From its side, Israel has completed construction of six commercial crossings between Israel and the West Bank. Almost all Palestinian commercial goods are required to be shipped through these crossings using a ‘back-to-back system.’ The World Bank goes on to say that “cooperation between the Government of Israel and the PA is critical in order for the PA to establish a presence at the borders of the West Bank and Gaza to ensure that it captures a high proportion of what is owed in value added tax and import duties.” Part of increasing ‘fiscal sustainability,’ according to the report, is the PA’s ability to collect domestic tax revenues for the future Palestinian state.
The absurdity of the situation becomes even clearer. The World Bank continues on to say that the “PA is currently moving to establish a competent border management system that can be put in place at the commercial crossings and the borders of the future state.” The PA has even formed a border management authority. As a dependent economy, the Palestinian Authority will be reliant on imports from Israel in order to sustain itself. The role of the PA will not be to control its borders, but to ‘manage’ them. At the same time – because once a state is declared and ‘peace’ is achieved, normal trade relations would commence between Israel, the PA and the rest of the Arab World – the PA-controlled West Bank state becomes an entry point for Israeli goods into the rest of the Arab world.
In this way, the Fayyad Plan is nothing but a normalization mechanism, that evades the political and social conditions of the Occupation. It is a preparatory stage for establishing proper trade routes between Israel and the rest of the Arab world.
What Kind of State?
There is a growing consensus among the major powers around establishing a Palestinian state. In his speech in Cairo in June 2009, Obama was clear about his objectives:
“the only resolution is for the aspirations of both sides to be met through two states, where Israelis and Palestinians each live in peace and security. That is in Israel’s interest, Palestine’s interest, America’s interest, and the world’s interest…now is the time for Palestinians to focus on what they can build. The Palestinian Authority must develop its capacity to govern, with institutions that serve the needs of its people.”
Money has been dedicated to this project and ‘moderate’ Palestinians have been chosen in order to achieve this goal. While Israel has spoken out against unilateral declaration of a state, they, too, are happy to see an ‘economic peace’ with Palestinians that guarantees them the territories and their resources without having to govern the people.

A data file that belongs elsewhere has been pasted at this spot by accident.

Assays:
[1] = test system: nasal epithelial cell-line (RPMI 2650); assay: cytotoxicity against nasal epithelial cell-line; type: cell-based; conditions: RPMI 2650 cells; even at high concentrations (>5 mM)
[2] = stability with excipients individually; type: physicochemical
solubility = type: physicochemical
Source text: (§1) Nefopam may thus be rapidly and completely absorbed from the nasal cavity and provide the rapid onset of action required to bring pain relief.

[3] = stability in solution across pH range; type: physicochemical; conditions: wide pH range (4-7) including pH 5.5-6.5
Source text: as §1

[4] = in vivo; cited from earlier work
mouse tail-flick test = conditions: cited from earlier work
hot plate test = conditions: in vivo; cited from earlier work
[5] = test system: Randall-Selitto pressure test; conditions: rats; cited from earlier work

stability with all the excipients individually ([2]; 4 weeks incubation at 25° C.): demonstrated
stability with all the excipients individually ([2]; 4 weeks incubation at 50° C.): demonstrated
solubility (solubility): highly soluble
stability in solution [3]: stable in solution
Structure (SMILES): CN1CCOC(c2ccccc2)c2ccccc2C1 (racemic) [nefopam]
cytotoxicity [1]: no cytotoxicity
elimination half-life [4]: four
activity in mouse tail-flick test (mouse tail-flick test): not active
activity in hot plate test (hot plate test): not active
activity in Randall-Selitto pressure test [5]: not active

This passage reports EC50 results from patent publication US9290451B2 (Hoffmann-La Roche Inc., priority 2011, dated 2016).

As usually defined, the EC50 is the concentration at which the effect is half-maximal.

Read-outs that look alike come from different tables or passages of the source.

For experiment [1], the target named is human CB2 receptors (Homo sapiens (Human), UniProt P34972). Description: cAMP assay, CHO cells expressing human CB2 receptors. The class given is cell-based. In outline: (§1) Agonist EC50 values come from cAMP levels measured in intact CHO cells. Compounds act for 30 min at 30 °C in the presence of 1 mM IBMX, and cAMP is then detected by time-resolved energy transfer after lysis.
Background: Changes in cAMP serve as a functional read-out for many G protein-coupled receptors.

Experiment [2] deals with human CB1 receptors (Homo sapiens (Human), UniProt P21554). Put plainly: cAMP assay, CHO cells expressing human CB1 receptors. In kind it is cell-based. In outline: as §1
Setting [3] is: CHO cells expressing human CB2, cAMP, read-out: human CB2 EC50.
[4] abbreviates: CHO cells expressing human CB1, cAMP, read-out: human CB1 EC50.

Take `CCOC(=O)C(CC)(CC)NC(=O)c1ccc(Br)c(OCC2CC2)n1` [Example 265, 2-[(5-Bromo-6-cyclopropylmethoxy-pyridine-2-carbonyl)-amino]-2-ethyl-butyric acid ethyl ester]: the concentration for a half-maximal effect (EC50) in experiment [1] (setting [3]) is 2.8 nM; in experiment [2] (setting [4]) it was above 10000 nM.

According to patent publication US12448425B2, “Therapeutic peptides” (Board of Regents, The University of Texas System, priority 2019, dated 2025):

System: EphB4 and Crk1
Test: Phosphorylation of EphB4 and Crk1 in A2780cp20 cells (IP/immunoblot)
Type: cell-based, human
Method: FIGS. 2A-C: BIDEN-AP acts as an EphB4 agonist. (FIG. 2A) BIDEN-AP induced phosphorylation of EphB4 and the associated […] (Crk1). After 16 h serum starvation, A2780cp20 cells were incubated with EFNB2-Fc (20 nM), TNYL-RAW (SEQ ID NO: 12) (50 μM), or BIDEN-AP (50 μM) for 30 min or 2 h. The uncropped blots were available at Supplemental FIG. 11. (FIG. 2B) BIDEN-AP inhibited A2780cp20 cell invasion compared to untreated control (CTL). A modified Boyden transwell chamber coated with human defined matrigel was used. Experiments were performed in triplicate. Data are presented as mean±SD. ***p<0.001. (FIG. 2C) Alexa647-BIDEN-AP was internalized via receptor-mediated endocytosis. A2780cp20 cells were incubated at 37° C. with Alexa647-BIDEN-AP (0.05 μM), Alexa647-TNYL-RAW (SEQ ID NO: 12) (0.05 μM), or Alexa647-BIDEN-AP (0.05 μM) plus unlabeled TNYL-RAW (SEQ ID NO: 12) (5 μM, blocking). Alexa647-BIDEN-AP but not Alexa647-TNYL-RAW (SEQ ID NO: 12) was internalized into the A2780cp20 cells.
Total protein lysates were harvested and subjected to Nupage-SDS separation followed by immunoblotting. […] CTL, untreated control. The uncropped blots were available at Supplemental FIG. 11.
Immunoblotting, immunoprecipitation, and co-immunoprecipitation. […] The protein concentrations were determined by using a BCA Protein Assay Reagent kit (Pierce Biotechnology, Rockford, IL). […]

The real issue is what kind of state is being put forward? Looking at any other Arab dictatorship gives a strong indication of what awaits Palestinians if such a state is declared: failed economies, mired in debt to western powers and the World Bank, with enormous security apparatuses to keep the ‘peace.’
The Fayyad Plan, instead of challenging the occupation, seeks to integrate its policies and infrastructure into a future state. Fayyad’s effort to create normal economic life in the West Bank compliments the vision of the Israeli state. It is aimed at silencing Palestinians with employment in a setting of economic desperation (within joint Israel/PA industrial zones) and no real national self-determination.
The Palestinian struggle for liberation, however, has never been an issue of simply statehood. The Palestinian struggle is an anti-colonial, anti-racist one seeking justice for an indigenous population that was ethnically cleansed from their land in 1948. In all these discussions about a state, the right of return of Palestinian refugees is sidelined. In PA documents, there is now only a referral to a ‘just solution,’ and not a ‘right of return.’ Any proposed state or entity for Palestinians that actually ignores the majority of the Palestinian population, namely the refugees, cannot be a basis for a just peace. This proposed state also does not address the discrimination that is faced by Palestinian citizens of Israel. Some will claim that demanding the right of return or equality for Palestinian citizens of Israel is utopian, and that Palestinians should accept whatever they are being offered because of the so-called ‘consensus of the international community.’ What fuels anti-colonial movements though is not an acceptance of what colonizers have to offer – rather a defiance to demand the seemingly impossible and to fight for it.